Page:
When GM and Chrysler go under...

Discussion in 'Economics' started by turkeyneck, Apr 21, 2009.

  1. The repercussions from GM and Chrysler franchise cancellations could spread swiftly to other carmakers. According to the NADA, there were 19,790 new-car dealerships in the U.S. as of March 1, fewer than 3,000 representing a single brand. Since most dealers own multiple franchises, their borrowings often cover multiple brands and properties.

    If vehicles in a Chrysler showroom were seized and sold at auction, for example, the proceeds might not cover the dealer’s loan. A lender could thus demand repayment on related loans covering the dealer’s non-Chrysler brands.

    “We’re warning Toyota dealers to watch out, to segregate their finances as much as possible” from those of their GM and Chrysler businesses, said Jerry Pyle, chief executive officer of Gulf States Automotive Group in Houston, Texas, a Toyota Motor Corp. wholesale distributor.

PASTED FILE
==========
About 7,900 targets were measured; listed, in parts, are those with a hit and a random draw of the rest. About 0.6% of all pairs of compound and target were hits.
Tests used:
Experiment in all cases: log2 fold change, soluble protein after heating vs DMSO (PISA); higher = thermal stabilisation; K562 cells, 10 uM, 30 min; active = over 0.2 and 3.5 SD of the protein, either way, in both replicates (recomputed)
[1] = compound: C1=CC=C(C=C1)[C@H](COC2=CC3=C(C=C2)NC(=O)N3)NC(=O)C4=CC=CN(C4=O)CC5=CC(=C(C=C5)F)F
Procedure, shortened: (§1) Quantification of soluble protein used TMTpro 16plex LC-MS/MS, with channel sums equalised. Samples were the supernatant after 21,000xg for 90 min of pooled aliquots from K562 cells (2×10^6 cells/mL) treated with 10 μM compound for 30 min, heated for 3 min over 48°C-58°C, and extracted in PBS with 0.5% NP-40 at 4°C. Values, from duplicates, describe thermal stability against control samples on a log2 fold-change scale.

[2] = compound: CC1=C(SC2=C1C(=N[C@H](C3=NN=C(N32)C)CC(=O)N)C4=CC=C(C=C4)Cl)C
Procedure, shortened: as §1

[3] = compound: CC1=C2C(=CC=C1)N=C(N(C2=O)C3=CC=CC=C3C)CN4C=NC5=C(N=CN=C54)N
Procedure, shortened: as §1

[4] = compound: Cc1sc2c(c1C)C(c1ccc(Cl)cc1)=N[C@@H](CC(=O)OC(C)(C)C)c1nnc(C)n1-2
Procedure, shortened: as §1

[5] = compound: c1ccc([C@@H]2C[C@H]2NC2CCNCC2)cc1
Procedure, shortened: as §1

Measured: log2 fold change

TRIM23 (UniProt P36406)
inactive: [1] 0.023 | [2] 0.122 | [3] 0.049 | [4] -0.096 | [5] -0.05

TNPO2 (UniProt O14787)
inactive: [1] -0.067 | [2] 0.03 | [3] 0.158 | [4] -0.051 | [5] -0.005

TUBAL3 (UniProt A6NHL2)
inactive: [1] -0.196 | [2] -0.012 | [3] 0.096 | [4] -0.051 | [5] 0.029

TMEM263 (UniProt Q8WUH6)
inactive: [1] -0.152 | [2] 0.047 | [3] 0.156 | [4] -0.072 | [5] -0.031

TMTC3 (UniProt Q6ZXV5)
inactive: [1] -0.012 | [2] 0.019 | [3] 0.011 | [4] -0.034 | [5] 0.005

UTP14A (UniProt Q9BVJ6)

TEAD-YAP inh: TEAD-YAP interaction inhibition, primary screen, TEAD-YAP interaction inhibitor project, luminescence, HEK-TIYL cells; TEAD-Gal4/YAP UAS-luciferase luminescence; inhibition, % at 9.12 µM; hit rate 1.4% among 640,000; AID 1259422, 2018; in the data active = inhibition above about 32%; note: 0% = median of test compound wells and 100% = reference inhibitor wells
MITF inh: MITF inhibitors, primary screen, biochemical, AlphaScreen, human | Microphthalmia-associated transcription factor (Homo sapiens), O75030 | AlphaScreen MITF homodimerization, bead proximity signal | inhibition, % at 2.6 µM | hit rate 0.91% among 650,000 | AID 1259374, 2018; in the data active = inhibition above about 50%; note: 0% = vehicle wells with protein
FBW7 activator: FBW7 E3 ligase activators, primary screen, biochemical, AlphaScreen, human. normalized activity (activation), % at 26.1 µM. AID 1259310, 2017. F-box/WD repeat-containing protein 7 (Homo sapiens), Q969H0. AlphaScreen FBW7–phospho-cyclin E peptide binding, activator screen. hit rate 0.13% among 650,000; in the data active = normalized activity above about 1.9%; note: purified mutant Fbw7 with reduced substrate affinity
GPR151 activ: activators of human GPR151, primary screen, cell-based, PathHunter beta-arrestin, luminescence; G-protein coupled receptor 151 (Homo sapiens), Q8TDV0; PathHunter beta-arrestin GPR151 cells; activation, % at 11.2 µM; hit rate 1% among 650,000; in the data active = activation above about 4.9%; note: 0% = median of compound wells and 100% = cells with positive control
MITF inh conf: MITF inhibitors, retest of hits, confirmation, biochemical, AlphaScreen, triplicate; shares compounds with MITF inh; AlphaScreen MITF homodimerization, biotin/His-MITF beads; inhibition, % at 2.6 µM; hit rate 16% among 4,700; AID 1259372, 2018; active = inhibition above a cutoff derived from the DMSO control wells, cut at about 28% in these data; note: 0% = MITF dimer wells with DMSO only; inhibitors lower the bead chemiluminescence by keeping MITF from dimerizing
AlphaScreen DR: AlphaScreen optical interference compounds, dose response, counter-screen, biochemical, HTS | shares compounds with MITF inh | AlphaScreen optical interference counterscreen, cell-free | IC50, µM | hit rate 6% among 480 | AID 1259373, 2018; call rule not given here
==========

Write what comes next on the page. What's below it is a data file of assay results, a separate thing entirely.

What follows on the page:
A reason for keeping inventories tight is that panic- selling of unsold vehicles after a GM or Chrysler bankruptcy almost certainly would drive down prices and the value of all dealers’ vehicle inventories.

    “If the banks dump their collateral on the market, that would be a disaster,” said David Fischer, a multi-line dealer based in Troy, Michigan.